While working for P&O ferries, my constituent, Mark Hanson, met his partner, a foreign national with whom he is having a child. She has been refused entry clearance because Mark has been deemed unable to meet the sponsor requirements, although his parents have offered him employment and accommodation for the couple and their child. Does the Home Secretary recognise that that case highlights how the inflexibility of her new rules unfairly prevents many British citizens from bringing their partners to the UK? Will she meet me and Mark’s parents to consider their case for their family to be united?
The point of our new proposals on the family migration route in respect of income is to ensure that if British citizens wish to bring their families to the United Kingdom, they are able to support them and do not expect the taxpayer to do it for them. That is why those rules are right, and they are based on evidence put forward by the Migration Advisory Committee. If the hon. Gentleman and his constituent wish to meet me, I would be happy to have such a meeting.
What steps is my right hon. Friend taking to increase public awareness and participation in the forthcoming police and crime commissioner elections, and to ensure that the public know about the many excellent candidates who are standing across the country, such as Sir Clive Loader in my county of Leicestershire?
I am happy to agree with my hon. Friend. I met Sir Clive for the first time last week. He is by any standards an extremely impressive human being, and will make a formidable PCC if he wins.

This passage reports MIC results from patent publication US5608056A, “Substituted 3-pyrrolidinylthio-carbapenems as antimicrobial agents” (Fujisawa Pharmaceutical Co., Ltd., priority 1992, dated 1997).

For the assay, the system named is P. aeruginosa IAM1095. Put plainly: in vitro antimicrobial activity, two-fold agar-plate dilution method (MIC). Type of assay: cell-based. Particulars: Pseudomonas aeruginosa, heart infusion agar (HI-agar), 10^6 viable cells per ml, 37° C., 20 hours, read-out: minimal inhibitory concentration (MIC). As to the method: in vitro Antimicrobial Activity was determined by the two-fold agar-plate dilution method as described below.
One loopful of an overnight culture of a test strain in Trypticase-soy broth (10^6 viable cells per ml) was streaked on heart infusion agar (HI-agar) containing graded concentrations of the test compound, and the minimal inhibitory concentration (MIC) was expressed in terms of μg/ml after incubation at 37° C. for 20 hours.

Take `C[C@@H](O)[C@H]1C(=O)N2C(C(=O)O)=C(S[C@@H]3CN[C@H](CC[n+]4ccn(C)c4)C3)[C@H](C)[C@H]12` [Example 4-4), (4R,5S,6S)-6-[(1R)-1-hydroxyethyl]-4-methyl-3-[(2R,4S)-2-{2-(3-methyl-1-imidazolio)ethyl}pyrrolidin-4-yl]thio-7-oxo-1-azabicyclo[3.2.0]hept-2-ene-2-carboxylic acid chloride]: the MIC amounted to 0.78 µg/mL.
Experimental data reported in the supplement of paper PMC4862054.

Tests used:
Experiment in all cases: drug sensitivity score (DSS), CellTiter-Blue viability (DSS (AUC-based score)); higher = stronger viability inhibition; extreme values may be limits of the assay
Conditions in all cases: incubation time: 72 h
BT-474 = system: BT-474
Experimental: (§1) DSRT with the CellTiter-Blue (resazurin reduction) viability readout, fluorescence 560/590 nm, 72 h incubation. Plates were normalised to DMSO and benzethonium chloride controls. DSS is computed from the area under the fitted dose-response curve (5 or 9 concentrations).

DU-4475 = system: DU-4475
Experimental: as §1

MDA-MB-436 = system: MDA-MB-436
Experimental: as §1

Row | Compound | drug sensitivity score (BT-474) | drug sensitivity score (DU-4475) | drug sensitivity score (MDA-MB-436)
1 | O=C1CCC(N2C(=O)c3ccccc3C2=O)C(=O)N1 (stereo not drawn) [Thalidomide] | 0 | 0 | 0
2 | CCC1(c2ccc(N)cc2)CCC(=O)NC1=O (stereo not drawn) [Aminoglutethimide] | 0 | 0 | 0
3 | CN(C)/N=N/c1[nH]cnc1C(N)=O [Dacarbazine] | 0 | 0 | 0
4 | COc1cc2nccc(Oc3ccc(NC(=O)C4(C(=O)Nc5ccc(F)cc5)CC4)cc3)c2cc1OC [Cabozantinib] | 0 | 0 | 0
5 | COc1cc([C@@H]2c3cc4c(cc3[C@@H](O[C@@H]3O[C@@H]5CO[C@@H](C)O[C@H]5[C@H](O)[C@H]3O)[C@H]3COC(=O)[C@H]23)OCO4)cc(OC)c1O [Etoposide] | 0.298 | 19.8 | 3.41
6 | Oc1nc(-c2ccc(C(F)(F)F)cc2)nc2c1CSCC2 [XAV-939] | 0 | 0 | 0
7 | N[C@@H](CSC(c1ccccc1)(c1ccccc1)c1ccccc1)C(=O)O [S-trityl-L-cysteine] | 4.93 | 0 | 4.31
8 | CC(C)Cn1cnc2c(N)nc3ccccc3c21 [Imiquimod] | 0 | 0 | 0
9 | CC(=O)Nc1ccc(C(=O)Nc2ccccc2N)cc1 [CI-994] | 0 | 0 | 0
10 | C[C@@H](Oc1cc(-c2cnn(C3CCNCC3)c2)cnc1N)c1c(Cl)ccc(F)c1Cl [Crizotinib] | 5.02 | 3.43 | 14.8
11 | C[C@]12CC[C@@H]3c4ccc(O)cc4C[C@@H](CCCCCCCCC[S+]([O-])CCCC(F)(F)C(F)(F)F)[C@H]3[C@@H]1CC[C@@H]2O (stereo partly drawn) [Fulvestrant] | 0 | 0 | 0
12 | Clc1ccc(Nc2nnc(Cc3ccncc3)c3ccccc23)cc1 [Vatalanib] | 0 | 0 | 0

Crime in Hampshire has fallen for six years in a row under the leadership of Jacqui Rayment, the Labour candidate for police and crime commissioner. Would the Minister care to say why the Conservative candidate for Hampshire still refuses to apologise for his long support for Asil Nadir, the convicted fraudster, and why the Conservative party has refused to give back the large donation it received from Asil Nadir? Is that not a case of them all being in it together?
I am happy to report to the right hon. Gentleman that all Conservative candidates are being encouraged to sign a clean campaigning pledge to avoid the kind of cheap slurs in which he has just indulged. I hope the Labour candidate in Hampshire signs the pledge, and that the right hon. Gentleman is acting in a freelance way, and not being subcontracted to run a dirty campaign.